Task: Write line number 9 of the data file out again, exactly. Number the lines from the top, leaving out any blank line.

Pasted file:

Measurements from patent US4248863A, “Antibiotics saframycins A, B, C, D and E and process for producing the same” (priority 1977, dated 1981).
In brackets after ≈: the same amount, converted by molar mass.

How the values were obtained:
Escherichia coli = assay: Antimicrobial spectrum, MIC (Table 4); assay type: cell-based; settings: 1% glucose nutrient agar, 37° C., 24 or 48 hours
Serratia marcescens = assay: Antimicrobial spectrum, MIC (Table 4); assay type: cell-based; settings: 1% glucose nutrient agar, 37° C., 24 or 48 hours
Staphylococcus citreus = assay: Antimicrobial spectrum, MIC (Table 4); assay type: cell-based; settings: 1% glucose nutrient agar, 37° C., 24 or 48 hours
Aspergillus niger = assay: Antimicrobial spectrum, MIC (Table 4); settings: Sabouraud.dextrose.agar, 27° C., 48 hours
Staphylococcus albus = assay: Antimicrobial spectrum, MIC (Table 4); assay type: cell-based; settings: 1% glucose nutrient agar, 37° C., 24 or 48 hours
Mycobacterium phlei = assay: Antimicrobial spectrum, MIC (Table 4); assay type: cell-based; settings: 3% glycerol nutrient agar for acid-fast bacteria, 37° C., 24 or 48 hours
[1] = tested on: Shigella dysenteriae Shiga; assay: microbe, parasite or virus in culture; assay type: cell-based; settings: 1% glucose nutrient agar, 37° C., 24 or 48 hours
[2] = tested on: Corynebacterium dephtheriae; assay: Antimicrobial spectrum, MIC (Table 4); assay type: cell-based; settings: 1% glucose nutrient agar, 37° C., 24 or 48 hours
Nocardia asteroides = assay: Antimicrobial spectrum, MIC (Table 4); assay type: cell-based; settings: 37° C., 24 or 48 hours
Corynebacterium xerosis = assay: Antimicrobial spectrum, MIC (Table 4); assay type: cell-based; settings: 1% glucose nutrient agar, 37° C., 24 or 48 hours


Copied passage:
Mycobacterium phlei = assay: Antimicrobial spectrum, MIC (Table 4); assay type: cell-based; settings: 3% glycerol nutrient agar for acid-fast bacteria, 37° C., 24 or 48 hours